Victor Korchnoi has always considered 13 his lucky number, and yesterday he decided to test that theory in the 13th game of his world championship chess match with Anatoly Karpov. Korchnoi sacrificed the exchange (a rook for knight and pawn) near the end of yesterday's session, and two moves later the game was adjourned in the kind of complex, dynamic, unbalanced position he finds specially congenial.
Although champion Karpov has a slight material advantage in the adjourned position. Korchnoi enjoys an initiative and seems to have strong prospects of capturing his opponent's isolated QBP. If he manages to eliminate that pawn while keeping his own pawn center intact, he will have two linked passed pawns in the center, which could be a winning advantage. In this case, Karpov's hopes for holding a draw will rest largely on the fact that the two bishops remaining on the board occupy squares of opposite color.
Korchnoi could undoubtedly eliminate the black bishop at the cost of a knight and pawn by playing 41. N-K5, a move that Karpov's 40 . . . B-N2 war clearly designed to inhibit. An immediate 41. P-K4 seems premature and would probably lead to an exchange of queens after 41 . . . Q-K3.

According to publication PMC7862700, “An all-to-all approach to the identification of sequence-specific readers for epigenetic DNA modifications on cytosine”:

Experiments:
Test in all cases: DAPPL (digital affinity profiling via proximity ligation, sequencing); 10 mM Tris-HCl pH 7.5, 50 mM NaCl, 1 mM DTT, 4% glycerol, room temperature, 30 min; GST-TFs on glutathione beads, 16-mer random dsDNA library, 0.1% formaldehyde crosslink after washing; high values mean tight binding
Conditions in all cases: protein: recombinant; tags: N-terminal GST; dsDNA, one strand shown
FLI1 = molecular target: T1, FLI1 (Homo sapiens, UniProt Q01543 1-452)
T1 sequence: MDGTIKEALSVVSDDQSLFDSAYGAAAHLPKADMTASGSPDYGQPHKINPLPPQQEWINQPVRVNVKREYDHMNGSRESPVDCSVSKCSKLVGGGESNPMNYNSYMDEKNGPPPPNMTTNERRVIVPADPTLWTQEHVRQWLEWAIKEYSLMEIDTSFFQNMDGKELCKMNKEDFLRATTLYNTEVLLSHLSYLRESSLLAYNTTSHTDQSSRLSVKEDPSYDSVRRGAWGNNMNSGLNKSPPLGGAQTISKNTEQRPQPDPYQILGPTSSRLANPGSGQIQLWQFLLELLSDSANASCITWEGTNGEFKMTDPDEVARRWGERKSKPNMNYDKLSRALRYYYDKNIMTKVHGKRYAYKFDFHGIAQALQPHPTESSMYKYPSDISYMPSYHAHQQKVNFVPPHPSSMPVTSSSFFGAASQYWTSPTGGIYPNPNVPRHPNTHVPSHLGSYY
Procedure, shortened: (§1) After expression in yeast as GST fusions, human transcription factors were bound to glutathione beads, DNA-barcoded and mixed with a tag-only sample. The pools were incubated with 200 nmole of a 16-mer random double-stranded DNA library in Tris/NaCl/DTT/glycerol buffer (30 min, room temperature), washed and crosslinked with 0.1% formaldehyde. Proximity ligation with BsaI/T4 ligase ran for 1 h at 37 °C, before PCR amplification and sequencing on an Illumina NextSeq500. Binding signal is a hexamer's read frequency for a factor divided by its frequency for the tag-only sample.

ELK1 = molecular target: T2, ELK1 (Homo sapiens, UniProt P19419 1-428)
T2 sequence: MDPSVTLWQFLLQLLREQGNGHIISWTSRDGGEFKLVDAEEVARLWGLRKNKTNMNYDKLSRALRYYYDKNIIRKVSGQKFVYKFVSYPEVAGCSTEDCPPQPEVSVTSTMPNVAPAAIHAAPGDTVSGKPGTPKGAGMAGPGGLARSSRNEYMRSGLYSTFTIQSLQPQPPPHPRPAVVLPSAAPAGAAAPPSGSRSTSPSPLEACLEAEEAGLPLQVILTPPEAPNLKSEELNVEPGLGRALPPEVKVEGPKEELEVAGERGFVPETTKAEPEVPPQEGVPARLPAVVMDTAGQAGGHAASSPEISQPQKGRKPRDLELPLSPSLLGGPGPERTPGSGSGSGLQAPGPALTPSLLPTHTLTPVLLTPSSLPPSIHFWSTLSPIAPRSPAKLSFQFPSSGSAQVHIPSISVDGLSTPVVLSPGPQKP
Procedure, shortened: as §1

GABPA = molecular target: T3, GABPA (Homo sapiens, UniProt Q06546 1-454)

Although the threatened pawn is attacked twice and defended only once, Korchnoi cannot play 41. BxP, as this would lose a piece: 41. BxP, RxB; 42. QxR, QxN. Most probable is a move that would increase pressure on the weak pawn, either 41. R-R6 or 41.N-N4. The knight move would allow Karpov to play 41. ... Q-N8ch, but it is hard to see any long-term advantage for the champion resulting from this option. Korchnoi is apparently fighting to win, while his opponent is struggling for a draw.
The game will be resumed today, after both sides spend the night intensively analyzing the possibilities of the position.